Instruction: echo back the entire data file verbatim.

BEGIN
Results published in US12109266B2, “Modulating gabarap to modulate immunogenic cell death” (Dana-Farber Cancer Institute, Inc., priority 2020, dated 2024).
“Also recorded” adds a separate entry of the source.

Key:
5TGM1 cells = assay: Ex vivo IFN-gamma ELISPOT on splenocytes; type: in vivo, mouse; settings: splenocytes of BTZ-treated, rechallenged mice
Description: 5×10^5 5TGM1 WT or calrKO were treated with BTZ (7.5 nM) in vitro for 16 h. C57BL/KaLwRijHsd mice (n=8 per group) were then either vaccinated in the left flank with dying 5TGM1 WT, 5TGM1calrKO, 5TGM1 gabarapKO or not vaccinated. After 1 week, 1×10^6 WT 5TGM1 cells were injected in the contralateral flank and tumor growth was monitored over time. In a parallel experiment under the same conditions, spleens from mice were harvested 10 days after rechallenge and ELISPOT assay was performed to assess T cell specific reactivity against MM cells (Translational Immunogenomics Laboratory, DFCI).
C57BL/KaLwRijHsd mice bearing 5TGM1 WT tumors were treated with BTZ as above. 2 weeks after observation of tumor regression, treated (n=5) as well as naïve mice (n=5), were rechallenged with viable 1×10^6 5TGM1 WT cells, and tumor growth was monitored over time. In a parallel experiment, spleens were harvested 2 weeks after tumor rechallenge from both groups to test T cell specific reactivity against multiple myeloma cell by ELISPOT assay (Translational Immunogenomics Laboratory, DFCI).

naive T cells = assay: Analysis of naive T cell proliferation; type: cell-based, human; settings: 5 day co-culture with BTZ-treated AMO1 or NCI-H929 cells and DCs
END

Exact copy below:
Results published in US12109266B2, “Modulating gabarap to modulate immunogenic cell death” (Dana-Farber Cancer Institute, Inc., priority 2020, dated 2024).
“Also recorded” adds a separate entry of the source.

Key:
5TGM1 cells = assay: Ex vivo IFN-gamma ELISPOT on splenocytes; type: in vivo, mouse; settings: splenocytes of BTZ-treated, rechallenged mice
Description: 5×10^5 5TGM1 WT or calrKO were treated with BTZ (7.5 nM) in vitro for 16 h. C57BL/KaLwRijHsd mice (n=8 per group) were then either vaccinated in the left flank with dying 5TGM1 WT, 5TGM1calrKO, 5TGM1 gabarapKO or not vaccinated. After 1 week, 1×10^6 WT 5TGM1 cells were injected in the contralateral flank and tumor growth was monitored over time. In a parallel experiment under the same conditions, spleens from mice were harvested 10 days after rechallenge and ELISPOT assay was performed to assess T cell specific reactivity against MM cells (Translational Immunogenomics Laboratory, DFCI).
C57BL/KaLwRijHsd mice bearing 5TGM1 WT tumors were treated with BTZ as above. 2 weeks after observation of tumor regression, treated (n=5) as well as naïve mice (n=5), were rechallenged with viable 1×10^6 5TGM1 WT cells, and tumor growth was monitored over time. In a parallel experiment, spleens were harvested 2 weeks after tumor rechallenge from both groups to test T cell specific reactivity against multiple myeloma cell by ELISPOT assay (Translational Immunogenomics Laboratory, DFCI).

naive T cells = assay: Analysis of naive T cell proliferation; type: cell-based, human; settings: 5 day co-culture with BTZ-treated AMO1 or NCI-H929 cells and DCs